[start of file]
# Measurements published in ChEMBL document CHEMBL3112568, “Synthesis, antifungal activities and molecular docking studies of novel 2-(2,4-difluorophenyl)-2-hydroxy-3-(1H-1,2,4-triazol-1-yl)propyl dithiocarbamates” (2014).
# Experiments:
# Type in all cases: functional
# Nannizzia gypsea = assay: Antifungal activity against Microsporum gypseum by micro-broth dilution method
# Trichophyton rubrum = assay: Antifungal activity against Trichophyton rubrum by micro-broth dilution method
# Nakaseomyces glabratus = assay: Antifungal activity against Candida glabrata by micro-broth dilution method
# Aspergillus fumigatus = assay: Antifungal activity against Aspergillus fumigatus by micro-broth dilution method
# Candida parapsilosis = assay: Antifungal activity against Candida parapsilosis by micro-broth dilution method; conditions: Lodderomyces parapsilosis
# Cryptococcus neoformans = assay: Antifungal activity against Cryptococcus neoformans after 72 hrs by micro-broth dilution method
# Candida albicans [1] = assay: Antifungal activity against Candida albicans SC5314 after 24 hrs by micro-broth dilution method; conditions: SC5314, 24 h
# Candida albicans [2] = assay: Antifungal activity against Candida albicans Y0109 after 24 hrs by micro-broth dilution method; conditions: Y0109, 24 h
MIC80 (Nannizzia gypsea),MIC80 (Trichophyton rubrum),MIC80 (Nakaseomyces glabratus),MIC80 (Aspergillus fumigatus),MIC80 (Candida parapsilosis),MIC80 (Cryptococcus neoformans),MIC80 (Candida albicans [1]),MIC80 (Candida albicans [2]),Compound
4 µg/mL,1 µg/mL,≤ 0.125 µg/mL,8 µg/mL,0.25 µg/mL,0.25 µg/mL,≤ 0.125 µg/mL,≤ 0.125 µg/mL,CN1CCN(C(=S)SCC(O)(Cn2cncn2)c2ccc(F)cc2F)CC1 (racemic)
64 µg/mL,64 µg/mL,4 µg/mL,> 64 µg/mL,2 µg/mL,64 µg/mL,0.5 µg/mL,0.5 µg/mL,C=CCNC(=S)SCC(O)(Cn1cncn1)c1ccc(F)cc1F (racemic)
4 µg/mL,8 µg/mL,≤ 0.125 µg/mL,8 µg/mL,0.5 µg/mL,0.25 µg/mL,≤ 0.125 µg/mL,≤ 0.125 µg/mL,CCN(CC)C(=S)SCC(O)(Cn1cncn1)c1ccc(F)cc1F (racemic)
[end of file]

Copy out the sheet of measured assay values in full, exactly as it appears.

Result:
# Measurements published in ChEMBL document CHEMBL3112568, “Synthesis, antifungal activities and molecular docking studies of novel 2-(2,4-difluorophenyl)-2-hydroxy-3-(1H-1,2,4-triazol-1-yl)propyl dithiocarbamates” (2014).
# Experiments:
# Type in all cases: functional
# Nannizzia gypsea = assay: Antifungal activity against Microsporum gypseum by micro-broth dilution method
# Trichophyton rubrum = assay: Antifungal activity against Trichophyton rubrum by micro-broth dilution method
# Nakaseomyces glabratus = assay: Antifungal activity against Candida glabrata by micro-broth dilution method
# Aspergillus fumigatus = assay: Antifungal activity against Aspergillus fumigatus by micro-broth dilution method
# Candida parapsilosis = assay: Antifungal activity against Candida parapsilosis by micro-broth dilution method; conditions: Lodderomyces parapsilosis
# Cryptococcus neoformans = assay: Antifungal activity against Cryptococcus neoformans after 72 hrs by micro-broth dilution method
# Candida albicans [1] = assay: Antifungal activity against Candida albicans SC5314 after 24 hrs by micro-broth dilution method; conditions: SC5314, 24 h
# Candida albicans [2] = assay: Antifungal activity against Candida albicans Y0109 after 24 hrs by micro-broth dilution method; conditions: Y0109, 24 h
MIC80 (Nannizzia gypsea),MIC80 (Trichophyton rubrum),MIC80 (Nakaseomyces glabratus),MIC80 (Aspergillus fumigatus),MIC80 (Candida parapsilosis),MIC80 (Cryptococcus neoformans),MIC80 (Candida albicans [1]),MIC80 (Candida albicans [2]),Compound
4 µg/mL,1 µg/mL,≤ 0.125 µg/mL,8 µg/mL,0.25 µg/mL,0.25 µg/mL,≤ 0.125 µg/mL,≤ 0.125 µg/mL,CN1CCN(C(=S)SCC(O)(Cn2cncn2)c2ccc(F)cc2F)CC1 (racemic)
64 µg/mL,64 µg/mL,4 µg/mL,> 64 µg/mL,2 µg/mL,64 µg/mL,0.5 µg/mL,0.5 µg/mL,C=CCNC(=S)SCC(O)(Cn1cncn1)c1ccc(F)cc1F (racemic)
4 µg/mL,8 µg/mL,≤ 0.125 µg/mL,8 µg/mL,0.5 µg/mL,0.25 µg/mL,≤ 0.125 µg/mL,≤ 0.125 µg/mL,CCN(CC)C(=S)SCC(O)(Cn1cncn1)c1ccc(F)cc1F (racemic)